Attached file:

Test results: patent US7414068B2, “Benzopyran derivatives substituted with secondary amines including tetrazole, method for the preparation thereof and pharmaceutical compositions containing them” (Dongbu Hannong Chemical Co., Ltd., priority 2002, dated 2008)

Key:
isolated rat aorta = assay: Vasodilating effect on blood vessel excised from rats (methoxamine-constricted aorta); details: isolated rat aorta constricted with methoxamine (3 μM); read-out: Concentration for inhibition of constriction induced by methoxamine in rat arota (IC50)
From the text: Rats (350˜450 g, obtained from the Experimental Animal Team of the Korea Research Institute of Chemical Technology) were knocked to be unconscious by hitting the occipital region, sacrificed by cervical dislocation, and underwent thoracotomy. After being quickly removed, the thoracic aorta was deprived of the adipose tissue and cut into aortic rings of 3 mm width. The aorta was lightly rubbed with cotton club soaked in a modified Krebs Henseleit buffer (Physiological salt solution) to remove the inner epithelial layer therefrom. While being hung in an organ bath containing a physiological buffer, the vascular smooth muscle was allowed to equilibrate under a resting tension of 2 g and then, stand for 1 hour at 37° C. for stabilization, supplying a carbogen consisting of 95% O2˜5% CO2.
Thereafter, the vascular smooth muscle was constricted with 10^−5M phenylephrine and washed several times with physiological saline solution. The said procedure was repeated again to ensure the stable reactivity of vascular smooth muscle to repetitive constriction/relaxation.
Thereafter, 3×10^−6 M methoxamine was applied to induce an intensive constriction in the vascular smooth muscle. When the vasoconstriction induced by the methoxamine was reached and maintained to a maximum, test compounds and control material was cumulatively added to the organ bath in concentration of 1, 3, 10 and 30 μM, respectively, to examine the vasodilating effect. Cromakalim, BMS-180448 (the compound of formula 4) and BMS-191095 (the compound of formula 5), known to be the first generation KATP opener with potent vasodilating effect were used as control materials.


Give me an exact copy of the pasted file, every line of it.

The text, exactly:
Test results: patent US7414068B2, “Benzopyran derivatives substituted with secondary amines including tetrazole, method for the preparation thereof and pharmaceutical compositions containing them” (Dongbu Hannong Chemical Co., Ltd., priority 2002, dated 2008)

Key:
isolated rat aorta = assay: Vasodilating effect on blood vessel excised from rats (methoxamine-constricted aorta); details: isolated rat aorta constricted with methoxamine (3 μM); read-out: Concentration for inhibition of constriction induced by methoxamine in rat arota (IC50)
From the text: Rats (350˜450 g, obtained from the Experimental Animal Team of the Korea Research Institute of Chemical Technology) were knocked to be unconscious by hitting the occipital region, sacrificed by cervical dislocation, and underwent thoracotomy. After being quickly removed, the thoracic aorta was deprived of the adipose tissue and cut into aortic rings of 3 mm width. The aorta was lightly rubbed with cotton club soaked in a modified Krebs Henseleit buffer (Physiological salt solution) to remove the inner epithelial layer therefrom. While being hung in an organ bath containing a physiological buffer, the vascular smooth muscle was allowed to equilibrate under a resting tension of 2 g and then, stand for 1 hour at 37° C. for stabilization, supplying a carbogen consisting of 95% O2˜5% CO2.
Thereafter, the vascular smooth muscle was constricted with 10^−5M phenylephrine and washed several times with physiological saline solution. The said procedure was repeated again to ensure the stable reactivity of vascular smooth muscle to repetitive constriction/relaxation.
Thereafter, 3×10^−6 M methoxamine was applied to induce an intensive constriction in the vascular smooth muscle. When the vasoconstriction induced by the methoxamine was reached and maintained to a maximum, test compounds and control material was cumulatively added to the organ bath in concentration of 1, 3, 10 and 30 μM, respectively, to examine the vasodilating effect. Cromakalim, BMS-180448 (the compound of formula 4) and BMS-191095 (the compound of formula 5), known to be the first generation KATP opener with potent vasodilating effect were used as control materials.